Samuel "Sam" Houston (March 2, 1793 – July 26, 1863) was an American politician and soldier, best known for his role in bringing Texas into the United States as a constituent state. His victory at the Battle of San Jacinto secured the independence of Texas from Mexico in one of the shortest decisive battles in modern history. The only American to be elected governor of two states (as opposed to territories or indirect selection), Houston was also the only governor within a future Confederate state to oppose secession (which led to the outbreak of the American Civil War) and to refuse an oath of allegiance to the Confederacy, a decision that led to his removal from office by the Texas secession convention.
Houston was born at Timber Ridge Plantation in Rockbridge County, Virginia. He was of Scots-Irish descent. After moving to Tennessee, he spent time with the Cherokee Nation (into which he later was adopted as a citizen and into which he married), military service during the War of 1812, and successful participation in Tennessee politics. In 1827, Houston was elected Governor of Tennessee as a Jacksonian. In 1829, he resigned as governor and relocated to Arkansas Territory. In 1832, Houston was involved in an altercation with a U.S. Congressman, followed by a high-profile trial.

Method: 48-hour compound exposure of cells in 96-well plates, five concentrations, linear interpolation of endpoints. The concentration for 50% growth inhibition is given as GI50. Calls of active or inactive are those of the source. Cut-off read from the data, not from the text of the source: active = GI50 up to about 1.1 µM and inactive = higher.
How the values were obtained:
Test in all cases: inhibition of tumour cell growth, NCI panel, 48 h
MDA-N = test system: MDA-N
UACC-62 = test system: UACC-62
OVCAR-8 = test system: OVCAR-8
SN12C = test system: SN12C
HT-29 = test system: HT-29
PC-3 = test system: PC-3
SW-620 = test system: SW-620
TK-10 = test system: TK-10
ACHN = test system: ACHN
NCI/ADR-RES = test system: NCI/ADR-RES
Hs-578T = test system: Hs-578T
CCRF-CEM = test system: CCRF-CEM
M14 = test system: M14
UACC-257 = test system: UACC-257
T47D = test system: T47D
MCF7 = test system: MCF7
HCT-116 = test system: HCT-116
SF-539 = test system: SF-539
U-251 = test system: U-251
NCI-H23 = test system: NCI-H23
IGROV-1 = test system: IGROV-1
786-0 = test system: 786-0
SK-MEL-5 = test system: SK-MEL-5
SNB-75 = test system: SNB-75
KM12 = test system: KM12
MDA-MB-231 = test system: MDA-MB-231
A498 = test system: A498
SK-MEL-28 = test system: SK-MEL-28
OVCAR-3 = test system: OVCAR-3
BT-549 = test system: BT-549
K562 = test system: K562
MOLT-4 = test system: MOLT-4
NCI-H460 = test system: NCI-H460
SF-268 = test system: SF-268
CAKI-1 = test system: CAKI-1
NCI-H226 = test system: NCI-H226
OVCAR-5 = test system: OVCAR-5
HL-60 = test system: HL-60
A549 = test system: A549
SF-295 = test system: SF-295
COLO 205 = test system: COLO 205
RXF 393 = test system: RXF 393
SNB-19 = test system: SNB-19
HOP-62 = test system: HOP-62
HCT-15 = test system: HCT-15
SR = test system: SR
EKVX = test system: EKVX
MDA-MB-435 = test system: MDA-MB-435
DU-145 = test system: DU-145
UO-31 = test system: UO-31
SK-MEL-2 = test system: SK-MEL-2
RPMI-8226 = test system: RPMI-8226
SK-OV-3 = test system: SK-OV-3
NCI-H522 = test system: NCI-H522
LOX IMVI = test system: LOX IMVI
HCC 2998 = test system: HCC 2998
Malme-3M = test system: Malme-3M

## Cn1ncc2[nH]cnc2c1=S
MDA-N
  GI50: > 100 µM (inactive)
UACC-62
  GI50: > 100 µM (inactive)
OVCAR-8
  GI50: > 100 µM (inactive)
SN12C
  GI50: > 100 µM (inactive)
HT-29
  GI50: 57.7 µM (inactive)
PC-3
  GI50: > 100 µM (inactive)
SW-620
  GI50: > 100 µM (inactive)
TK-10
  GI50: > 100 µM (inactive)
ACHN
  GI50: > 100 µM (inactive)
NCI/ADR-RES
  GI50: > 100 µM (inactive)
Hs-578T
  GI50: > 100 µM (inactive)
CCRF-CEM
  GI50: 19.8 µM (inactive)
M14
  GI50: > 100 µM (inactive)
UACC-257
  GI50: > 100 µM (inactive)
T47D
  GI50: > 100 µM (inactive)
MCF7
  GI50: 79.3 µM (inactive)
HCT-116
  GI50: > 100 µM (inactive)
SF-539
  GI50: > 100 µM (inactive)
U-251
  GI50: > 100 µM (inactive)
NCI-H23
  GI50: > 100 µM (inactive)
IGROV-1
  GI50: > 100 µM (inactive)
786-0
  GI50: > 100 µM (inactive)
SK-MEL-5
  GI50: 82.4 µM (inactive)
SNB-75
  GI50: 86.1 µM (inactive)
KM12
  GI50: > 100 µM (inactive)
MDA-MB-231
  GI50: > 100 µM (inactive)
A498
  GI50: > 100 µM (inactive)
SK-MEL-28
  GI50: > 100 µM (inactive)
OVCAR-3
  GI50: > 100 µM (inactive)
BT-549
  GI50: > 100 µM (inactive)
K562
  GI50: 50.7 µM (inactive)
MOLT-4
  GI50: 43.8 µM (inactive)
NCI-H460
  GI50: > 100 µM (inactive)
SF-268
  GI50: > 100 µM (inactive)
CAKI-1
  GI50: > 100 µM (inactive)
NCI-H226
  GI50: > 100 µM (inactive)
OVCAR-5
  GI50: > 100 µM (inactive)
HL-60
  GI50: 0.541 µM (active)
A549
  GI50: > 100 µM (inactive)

Shortly afterwards, he moved west to Coahuila y Tejas, then a Mexican state, and became a leader of the Texas Revolution. After the war, Houston became a key figure in Texas and was elected as the first and third President of the Republic of Texas. He supported annexation by the United States and upon achieving it in 1845, he became a U.S. Senator and finally a governor of the State of Texas in 1859, whereby Houston became the only person to have become the governor of two different U.S. states through popular election, as well as the only state governor to have been a foreign head of state.
As governor, he refused to swear loyalty to the Confederacy when Texas seceded from the Union in 1861 with the outbreak of the American Civil War, and was removed from office. To avoid bloodshed, he refused an offer of a Union army to put down the Confederate rebellion. Instead, he retired to Huntsville, Texas, where he died before the end of the war.
Houston's name has been honored in numerous ways. He is the namesake of the city of Houston, Texas's most populous city and the fourth most populous city in the U.S.. Other things named for Sam Houston include: a memorial museum, five U.S. naval vessels named USS Houston (AK-1, CA-30, CL-81, SSBN-609, and SSN-713), a U.S. Army base, a national forest, a historical park, a university, and a prominent roadside statue outside of Huntsville.
For more informations
Be the first one who uploadthe trail map
You can contribute to your community.Upload it! :-)Upload